SASKATOON – Less than a week after reports surfaced of an H1N1 outbreak at a potash camp near Bethune, Sask., one vaccine expert isn’t overly concerned. Dr. Andrew Potter said H1N1, often referred to as swine flu, is one of the strains circulating this flu season.
As many as five people were quarantined and at least two were sent to hospital last week after H1N1 surfaced at the K+S Potash legacy camp.
“I have never worked in a potash mine, but I have in my mind that this is a fairly cramped environment,” said Potter, the CEO of the Vaccine and Infectious Disease Organization – International Vaccine Centre.
READ MORE: H1N1 outbreak in camp at Sask. potash mine
Compared to other typical strains of the flu virus, Potter said people shouldn’t be especially worried about H1N1.
“All of them vary in the severity of the disease [and] how easily they’re transmitted,” Potter said.
The current flu vaccine is designed to combat H1N1, among other strains.
H1N1 made headlines during the 2009-10 flu season when the World Health Organization (WHO) labelled the virus a “pandemic.” It was unique because its victims were not only seniors and infants, but also young adults with otherwise healthy immune systems.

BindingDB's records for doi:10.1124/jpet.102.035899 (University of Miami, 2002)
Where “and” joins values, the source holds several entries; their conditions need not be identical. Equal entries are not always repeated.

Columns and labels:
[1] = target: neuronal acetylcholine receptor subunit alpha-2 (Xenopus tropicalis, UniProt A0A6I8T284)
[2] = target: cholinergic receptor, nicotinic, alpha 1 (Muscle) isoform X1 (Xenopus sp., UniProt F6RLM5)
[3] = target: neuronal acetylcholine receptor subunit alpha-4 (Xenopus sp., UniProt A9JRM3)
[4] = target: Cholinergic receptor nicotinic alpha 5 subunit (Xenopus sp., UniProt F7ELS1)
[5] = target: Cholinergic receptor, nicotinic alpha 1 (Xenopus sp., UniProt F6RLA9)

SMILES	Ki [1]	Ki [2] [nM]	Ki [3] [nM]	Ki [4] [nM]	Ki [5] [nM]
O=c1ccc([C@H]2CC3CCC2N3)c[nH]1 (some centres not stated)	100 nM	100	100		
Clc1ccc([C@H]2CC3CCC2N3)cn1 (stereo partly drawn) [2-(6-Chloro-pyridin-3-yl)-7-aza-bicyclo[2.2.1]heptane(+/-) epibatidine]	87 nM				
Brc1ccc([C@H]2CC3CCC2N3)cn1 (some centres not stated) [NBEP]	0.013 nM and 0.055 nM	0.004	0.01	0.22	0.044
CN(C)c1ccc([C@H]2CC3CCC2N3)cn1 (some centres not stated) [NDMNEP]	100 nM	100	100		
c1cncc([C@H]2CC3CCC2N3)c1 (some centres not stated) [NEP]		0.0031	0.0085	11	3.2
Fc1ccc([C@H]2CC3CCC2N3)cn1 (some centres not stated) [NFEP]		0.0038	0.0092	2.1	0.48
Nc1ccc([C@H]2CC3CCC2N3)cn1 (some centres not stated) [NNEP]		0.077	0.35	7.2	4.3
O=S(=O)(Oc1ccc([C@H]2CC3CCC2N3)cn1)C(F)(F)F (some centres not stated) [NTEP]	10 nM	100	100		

Compared to the avian flu, also known as bird flu, H1N1 may be more common, but nowhere near as deadly. Avian flu has a mortality rate of about 60 per cent, according to WHO.
“It’s when you get that combination of things … then, you’ve got to worry,” Potter said, referring to the combination of viruses contributing to the deadly Spanish Flu of 1918.
Flu season has gotten off to a late start in Saskatchewan, with 49 confirmed influenza cases so far, compared to 1,452 last season and 1,590 the season before, according to Saskatchewan’s Ministry of Health.
The Saskatoon Health Region has similar findings, with 21 confirmed cases of influenza in 2015-16 compared to 563 last season and 307 one season earlier.
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